Artists working with environmental issues are contributing to the study and restoration of the landscape in increasingly tangible ways. Equally

                        nature reserves and zoos are engaging in performative practices that would not be out of place in an art gallery. MORE >>

                         

                        Practicing Post-Nature

                        By Beth Savage

                         

                        The Center for PostNatural History in Pittsburgh’s Garfield neighborhood focusses on the collection and exhibition of organisms that have been intentionally and heritably altered by humans by means including selective breeding or genetic engineering.  MORE >>

                         

                        The Center for

                        PostNatural History

                        Giovanni Aloi interviews Richard Pell

                        13a practicing 4a center

                         

                        The Unbearable

                        Impermanence of Things

                        In conversation with Geoffrey Shamos

                        and Libby Barbee

                        14 nature 5a unbearable

                         

                        The Nature of Appearances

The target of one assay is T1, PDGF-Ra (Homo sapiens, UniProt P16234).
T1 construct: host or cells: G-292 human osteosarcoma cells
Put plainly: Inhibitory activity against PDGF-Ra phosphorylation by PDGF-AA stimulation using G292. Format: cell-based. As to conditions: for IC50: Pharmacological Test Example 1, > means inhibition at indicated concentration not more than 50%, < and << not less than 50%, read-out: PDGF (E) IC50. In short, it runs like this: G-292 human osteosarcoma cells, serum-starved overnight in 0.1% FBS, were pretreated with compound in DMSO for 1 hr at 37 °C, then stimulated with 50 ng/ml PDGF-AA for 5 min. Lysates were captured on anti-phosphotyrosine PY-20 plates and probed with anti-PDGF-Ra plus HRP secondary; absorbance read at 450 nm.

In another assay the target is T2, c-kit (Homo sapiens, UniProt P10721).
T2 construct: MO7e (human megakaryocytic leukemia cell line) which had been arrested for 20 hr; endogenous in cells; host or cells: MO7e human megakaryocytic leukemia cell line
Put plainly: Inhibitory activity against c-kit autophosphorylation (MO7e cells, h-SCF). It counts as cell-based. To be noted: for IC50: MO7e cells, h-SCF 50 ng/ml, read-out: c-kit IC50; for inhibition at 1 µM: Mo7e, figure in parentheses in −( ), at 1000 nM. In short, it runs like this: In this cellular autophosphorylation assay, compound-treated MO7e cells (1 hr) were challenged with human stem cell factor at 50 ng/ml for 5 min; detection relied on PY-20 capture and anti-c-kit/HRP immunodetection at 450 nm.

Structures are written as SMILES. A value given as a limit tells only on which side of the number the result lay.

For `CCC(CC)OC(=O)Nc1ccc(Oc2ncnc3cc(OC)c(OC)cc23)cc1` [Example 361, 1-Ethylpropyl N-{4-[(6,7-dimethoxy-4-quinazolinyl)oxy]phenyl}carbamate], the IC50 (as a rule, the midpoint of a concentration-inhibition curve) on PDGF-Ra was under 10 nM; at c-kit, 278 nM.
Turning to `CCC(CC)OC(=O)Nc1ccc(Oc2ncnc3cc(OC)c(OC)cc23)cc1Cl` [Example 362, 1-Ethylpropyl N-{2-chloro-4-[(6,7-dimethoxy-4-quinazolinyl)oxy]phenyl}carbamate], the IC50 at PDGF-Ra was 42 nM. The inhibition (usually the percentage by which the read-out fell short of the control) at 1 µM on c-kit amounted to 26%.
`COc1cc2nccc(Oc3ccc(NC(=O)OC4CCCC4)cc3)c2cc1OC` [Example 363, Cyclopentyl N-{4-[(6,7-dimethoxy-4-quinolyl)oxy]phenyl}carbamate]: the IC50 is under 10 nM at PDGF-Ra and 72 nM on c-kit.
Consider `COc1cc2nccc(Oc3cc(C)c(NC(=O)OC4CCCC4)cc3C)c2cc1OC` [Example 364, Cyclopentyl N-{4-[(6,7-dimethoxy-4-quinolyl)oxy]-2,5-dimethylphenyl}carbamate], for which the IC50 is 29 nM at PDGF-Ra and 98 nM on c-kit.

Text and Images by Jenny Gillam

                         

                        Project Coral is a coral restoration research project located at the Horniman Museum and

                        Gardens in London. Behind-the-scenes, lab-tanks have been designed to mirror the exact environmental conditions of the Great Barrier Reef, enabling corals to spawn within this mesocosm – a world first. MORE >>

                         

                        For the Love of Corals

                        By Sonia Levy and Nella Aarne with images by Sonia Levy

                        15 a love

                         

                        Isabella Kirkland’s work examines man’s relationship to the natural world through intricate oil paintings in the style of sixteenth and seventeenth century Dutch Master

                        still life. Her life-size depictions of plants and animals are precisely rendered and anatomically accurate, the result of extensive research at natural history museums. MORE >>

                        7a idea 11a lessons